The government is looking at plans to exempt the social care sector from a proposed post-Brexit migration policy over fears that it could worsen the workforce crisis.
The news came from a Whitehall source, who said a no-deal Brexit could lead to the social care system collapsing by Christmas.
“Leaving the EU in October is a different prospect from March, creating a perfect storm. Some workers leave the social care system to take up seasonal retail work as it is better paid,” the source told The Times.
“This will be coupled with the potential exodus of the migrant workers and an influx of expats.”
The government has proposed that migrants coming to the UK post-Brexit would face a £30,000 minimum salary threshold.
Social care experts believe this would exacerbate staff shortages in the sector, which has around 110,000 vacancies.
Dr Jane Townson, CEO of United Kingdom Home Care Association (UKHCA) said in a recent letter to the Prime Minister: “If post-Brexit migration policy settles on high salary thresholds for skilled workers; the £30,000 threshold and required academic qualifications are unrealistic for most homecare employers and will leave social care increasingly unable to meet the demands from our aging population.”
The Association of Directors of Adult Social Services (ADASS) has also said that given the number of people in social care that come from the EU – there are now around 100,000 – it is likely that the sector will “struggle to cope” unless there is an “absolute guarantee” from the government that EU nationals can continue to work in the UK, without disruption.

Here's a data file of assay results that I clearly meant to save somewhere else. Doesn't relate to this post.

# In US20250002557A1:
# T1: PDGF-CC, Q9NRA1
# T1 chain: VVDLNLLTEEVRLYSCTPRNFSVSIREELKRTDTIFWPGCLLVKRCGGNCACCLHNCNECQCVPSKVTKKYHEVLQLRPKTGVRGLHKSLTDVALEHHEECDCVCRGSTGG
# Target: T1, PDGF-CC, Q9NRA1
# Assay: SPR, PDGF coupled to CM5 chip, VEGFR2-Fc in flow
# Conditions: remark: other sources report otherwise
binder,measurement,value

Glen Garrod, former president of ADASS said in February: “Our valued and dedicated workforce, which includes care workers, activities co-ordinators, personal care assistants and occupational therapists, perform essential everyday tasks to help look after our elderly and vulnerable population. This includes helping people to wash, dress and feed themselves, plus other basic care, which they simply could not do otherwise.”
Reacting to ADASS’ comments, George McNamara, director of Policy and Influencing at Independent Age, the older people’s charity, said: “Arbitrarily shutting the door on dedicated social care workers from EU countries will do nothing more than perpetuate the growing staff crisis in social care.
“The government’s proposal to adopt a £30,000 minimum salary threshold would be a punishing and cold view of those who provide daily care for older people and some of the most vulnerable in society, and will only result in more people unable to access vital health and care support.”